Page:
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Yankee Panky # 56: Random Thoughts
Posted By Will Weiss On June 28, 2008 @ 7:15 am In Bronx Banter | Comments Disabled
Working from home has many benefits. What does that have to do with this column? It’s nice to have the game on in the background — even if it’s on mute — while conducting conference calls and closing deals. It’s also nice to walk five feet to the den when Game 2 comes on and you can just veg out and absorb New York baseball.
Watching the night game of the Shea half of Subway Series XII — with the sound on, this time — got me thinking about a lot of things about the events of yet another Day-Night Doubleheader in the City.
• Mike Francesa’s conniption on the air yesterday was hysterical. Echoing much of the fan sentiment, he railed on the Yankees’ relief pitching, primarily Edwar (leave off the last "D" for disappointing), "Mr. Wonderful" Ross Ohlendorf, and LaTroy Hawkins, who has not been the same since stealing Paul O’Neill’s number. As part of the rant, he claimed that the Yankees need to buck up and spend the money to get a starting pitcher, as they will not make the playoffs with three dependable starters. I agree with one point he made, however: to not have a lefty in the bullpen when you have a $220 million payroll — and no, Kei Igawa doesn’t count — is unacceptable.
• Michael Kay mentioned how yesterday was not considered a doubleheader, it was two separate games, and would be treated as such. Had the Mets won the regularly scheduled night game, it would not have been a sweep. Since the Yankees won, it’s not considered a split. The Yankees won one game, and the Mets won another.
Huh? This logic is like the scene in "The Princess Bride" when Westley and Vezzini are matching wits to see who will drink the wine goblet spiked with Iocane powder. I wish I was there to see the looks on the faces of David Cone and Ken Singleton.
To quote a T-shirt that one of my colleagues at the office wears: "If a tree falls in the forest, do the other trees laugh at it?"
• Kay again, calling SportsNet NY (SNY), making a word out of SNY (sny – rhymes with "guy"), in a tone that sounded belittling and condescending. Maybe he meant nothing more by it than trying to be funny, but it came across as unprofessional and unnecessary.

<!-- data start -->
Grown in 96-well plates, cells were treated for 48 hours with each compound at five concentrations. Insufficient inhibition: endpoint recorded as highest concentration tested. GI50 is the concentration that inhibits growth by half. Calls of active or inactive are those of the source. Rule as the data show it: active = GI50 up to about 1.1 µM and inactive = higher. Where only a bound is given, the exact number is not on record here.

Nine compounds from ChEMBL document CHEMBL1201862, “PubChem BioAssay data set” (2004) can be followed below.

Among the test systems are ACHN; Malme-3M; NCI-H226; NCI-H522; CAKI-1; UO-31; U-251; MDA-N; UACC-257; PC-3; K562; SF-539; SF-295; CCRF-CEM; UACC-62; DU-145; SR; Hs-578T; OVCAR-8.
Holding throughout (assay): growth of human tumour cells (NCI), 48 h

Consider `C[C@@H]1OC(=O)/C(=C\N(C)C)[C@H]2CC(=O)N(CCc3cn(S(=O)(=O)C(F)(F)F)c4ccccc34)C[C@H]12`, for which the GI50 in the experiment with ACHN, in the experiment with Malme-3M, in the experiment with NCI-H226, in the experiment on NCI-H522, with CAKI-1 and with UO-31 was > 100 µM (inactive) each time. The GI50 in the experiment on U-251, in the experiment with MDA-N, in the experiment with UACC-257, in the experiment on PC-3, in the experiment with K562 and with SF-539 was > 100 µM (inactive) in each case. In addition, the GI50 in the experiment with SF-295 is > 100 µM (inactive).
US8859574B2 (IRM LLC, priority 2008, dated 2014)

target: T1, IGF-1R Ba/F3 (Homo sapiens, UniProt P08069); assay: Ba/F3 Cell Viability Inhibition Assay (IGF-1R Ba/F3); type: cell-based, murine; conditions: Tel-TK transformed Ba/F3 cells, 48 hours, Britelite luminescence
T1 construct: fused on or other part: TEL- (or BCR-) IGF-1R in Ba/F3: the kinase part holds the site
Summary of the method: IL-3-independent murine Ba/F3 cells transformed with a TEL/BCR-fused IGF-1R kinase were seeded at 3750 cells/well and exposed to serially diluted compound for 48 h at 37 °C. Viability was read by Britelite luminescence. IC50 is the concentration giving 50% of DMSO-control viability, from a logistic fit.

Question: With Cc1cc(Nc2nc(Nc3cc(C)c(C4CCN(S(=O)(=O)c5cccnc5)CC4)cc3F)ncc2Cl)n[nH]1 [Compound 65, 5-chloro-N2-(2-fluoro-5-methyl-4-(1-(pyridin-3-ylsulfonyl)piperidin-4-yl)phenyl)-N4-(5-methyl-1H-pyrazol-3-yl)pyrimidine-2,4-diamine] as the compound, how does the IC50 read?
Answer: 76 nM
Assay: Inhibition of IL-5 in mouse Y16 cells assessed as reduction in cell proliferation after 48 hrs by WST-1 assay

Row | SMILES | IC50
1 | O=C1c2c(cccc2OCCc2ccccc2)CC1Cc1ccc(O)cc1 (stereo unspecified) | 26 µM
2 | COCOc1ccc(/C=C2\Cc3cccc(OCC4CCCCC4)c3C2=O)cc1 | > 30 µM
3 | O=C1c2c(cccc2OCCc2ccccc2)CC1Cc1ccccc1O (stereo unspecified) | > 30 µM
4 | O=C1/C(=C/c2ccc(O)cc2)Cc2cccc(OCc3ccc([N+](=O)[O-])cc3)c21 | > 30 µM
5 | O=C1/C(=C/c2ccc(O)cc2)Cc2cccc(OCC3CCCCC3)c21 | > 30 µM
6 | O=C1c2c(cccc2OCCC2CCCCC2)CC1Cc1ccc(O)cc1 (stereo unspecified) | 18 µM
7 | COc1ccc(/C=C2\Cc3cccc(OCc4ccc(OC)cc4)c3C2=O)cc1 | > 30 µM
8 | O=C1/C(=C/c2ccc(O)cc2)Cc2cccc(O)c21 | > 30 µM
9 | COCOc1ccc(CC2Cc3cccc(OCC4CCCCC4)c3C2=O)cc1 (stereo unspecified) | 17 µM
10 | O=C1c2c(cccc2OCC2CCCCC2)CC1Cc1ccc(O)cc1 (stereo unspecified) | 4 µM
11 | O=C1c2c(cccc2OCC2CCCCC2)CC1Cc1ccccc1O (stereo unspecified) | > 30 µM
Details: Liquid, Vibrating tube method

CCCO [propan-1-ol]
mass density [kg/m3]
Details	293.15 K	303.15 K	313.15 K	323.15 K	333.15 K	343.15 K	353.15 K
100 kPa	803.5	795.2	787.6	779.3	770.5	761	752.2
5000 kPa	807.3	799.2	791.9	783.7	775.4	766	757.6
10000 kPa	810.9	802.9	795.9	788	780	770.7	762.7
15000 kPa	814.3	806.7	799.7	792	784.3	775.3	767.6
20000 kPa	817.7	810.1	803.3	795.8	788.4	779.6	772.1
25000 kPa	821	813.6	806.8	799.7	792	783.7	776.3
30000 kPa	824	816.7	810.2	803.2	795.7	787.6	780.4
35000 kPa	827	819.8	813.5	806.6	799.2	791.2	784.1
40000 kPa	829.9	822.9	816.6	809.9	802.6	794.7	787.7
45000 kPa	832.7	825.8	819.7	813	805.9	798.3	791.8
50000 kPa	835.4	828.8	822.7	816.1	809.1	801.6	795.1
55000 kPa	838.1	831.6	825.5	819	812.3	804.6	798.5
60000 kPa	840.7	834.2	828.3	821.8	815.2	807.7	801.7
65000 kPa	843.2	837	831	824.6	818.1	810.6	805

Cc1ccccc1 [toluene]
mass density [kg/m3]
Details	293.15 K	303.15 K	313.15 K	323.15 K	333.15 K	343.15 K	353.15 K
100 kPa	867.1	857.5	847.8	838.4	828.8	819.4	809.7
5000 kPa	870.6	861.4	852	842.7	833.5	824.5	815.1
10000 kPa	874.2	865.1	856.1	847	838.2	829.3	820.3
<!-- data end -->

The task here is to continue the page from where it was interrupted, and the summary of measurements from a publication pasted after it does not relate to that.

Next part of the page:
• Nice work by Kevin Smollon, YES’s game producer, picking up on Johnny Damon trying to hold back laughter following Sidney Ponson’s bailout swing during his third at-bat. Director John Moore then cut to everyone in the dugout, including Robinson Cano, laughing. Maybe it’s me, but I thought Robinson Cano had no business laughing, ye of the .240 batting average. If I put down $1,000 for every at-bat he had with the bases loaded, betting that he’d swing at the first pitch, I wouldn’t need to work anymore.
On this topic, how can Kay, Singleton, et al discuss the Yankees’ plate discipline, and then when Cano comes up with the bases loaded — twice — swinging at the first pitch, not say anything. I know he got lucky and drove in a couple of runs in those situations, but come on. There has to be a level of consistency. I’m surprised Singleton, who earned a Masters Degree in On-Base Percentage from the Earl Weaver School of Plate Discipline, didn’t take Cano to task. Not one person in the YES broadcast trio said a word. Instead, they focused on the replays of the weak grounder and slicing fly ball that brought in runs.
• The more I listen to David Cone as an analyst, the better he gets. I like his enthusiasm. The versatility of Cone and John Flaherty comes through in every broadcast they’re assigned to.
• Maybe it’s just me, but when Kay promos the Yankees Post Game and touches upon Kim Jones "working her magic" in the clubhouse, I get ideas I don’t want to have. A few years ago, when he’d introduce her as "Lil’ Kim" Jones, she put the kibosh on that, especially after the real Lil’ Kim was convicted. Even then, though, she supposedly worked her magic in the clubhouse, whatever that means.
Questions to ponder as we steamroll toward the All-Star break and beyond:
1. Is this the year Mike Mussina wins 20? If he does, should the Yankees re-sign him next year?
2. Joba has not lost since shifting to the starting rotation. If he goes undefeated, how will we be able to separate myth from reality with this kid? He’s already the face of this team. The thing is, he can handle it.
Next week: a poll of your top Fourth of July Yankee Stadium memories and/or moments. I’ll give my Top 10. I want to see some of yours.
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